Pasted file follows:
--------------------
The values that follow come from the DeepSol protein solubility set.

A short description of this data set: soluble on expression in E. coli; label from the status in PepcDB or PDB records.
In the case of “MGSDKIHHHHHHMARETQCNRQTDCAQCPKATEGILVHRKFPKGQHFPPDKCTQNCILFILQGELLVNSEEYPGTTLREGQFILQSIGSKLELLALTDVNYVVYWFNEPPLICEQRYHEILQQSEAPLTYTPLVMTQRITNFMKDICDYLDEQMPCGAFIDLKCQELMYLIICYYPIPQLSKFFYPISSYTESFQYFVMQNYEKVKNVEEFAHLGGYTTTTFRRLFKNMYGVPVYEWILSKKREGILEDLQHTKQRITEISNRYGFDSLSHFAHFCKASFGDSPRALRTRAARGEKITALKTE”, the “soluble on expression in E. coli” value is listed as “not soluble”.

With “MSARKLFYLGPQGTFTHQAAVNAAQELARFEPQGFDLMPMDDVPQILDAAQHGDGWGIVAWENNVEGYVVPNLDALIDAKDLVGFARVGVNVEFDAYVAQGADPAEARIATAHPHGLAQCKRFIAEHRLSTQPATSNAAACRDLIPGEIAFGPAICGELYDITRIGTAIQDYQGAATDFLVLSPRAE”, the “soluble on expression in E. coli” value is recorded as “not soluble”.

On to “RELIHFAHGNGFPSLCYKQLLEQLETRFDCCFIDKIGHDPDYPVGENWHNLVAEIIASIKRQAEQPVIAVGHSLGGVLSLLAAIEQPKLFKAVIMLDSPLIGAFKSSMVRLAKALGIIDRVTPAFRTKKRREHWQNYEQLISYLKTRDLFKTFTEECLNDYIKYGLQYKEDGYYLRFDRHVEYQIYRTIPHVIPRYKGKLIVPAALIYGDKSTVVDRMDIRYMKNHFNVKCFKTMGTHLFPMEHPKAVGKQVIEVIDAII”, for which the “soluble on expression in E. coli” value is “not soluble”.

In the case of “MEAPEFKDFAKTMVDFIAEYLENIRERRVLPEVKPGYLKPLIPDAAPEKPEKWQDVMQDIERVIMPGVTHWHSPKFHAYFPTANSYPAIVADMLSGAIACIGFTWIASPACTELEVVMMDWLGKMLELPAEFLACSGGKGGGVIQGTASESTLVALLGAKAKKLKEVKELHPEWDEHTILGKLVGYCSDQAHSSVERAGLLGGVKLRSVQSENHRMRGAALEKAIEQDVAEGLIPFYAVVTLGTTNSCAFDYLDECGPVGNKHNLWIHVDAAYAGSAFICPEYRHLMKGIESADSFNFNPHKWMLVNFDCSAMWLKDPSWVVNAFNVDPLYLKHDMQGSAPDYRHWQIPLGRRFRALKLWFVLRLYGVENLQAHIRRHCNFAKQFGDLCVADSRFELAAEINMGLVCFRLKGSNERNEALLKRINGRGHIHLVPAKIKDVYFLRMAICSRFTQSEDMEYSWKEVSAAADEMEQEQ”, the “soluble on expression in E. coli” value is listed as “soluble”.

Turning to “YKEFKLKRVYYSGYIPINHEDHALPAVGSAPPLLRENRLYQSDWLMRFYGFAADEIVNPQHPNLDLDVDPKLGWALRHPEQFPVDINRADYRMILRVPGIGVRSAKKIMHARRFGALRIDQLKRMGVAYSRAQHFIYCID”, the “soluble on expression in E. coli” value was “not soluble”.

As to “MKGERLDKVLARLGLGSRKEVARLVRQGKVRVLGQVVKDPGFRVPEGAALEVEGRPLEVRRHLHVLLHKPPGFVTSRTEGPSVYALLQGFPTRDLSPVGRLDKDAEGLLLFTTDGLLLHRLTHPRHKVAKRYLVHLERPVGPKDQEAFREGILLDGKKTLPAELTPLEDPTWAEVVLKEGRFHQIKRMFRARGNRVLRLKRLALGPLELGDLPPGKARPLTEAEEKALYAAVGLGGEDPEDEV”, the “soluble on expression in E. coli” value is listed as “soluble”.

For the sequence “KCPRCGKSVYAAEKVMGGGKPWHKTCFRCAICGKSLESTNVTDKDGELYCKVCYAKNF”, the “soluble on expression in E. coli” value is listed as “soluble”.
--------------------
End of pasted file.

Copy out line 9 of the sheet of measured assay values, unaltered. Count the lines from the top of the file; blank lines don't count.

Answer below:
For the sequence “KCPRCGKSVYAAEKVMGGGKPWHKTCFRCAICGKSLESTNVTDKDGELYCKVCYAKNF”, the “soluble on expression in E. coli” value is listed as “soluble”.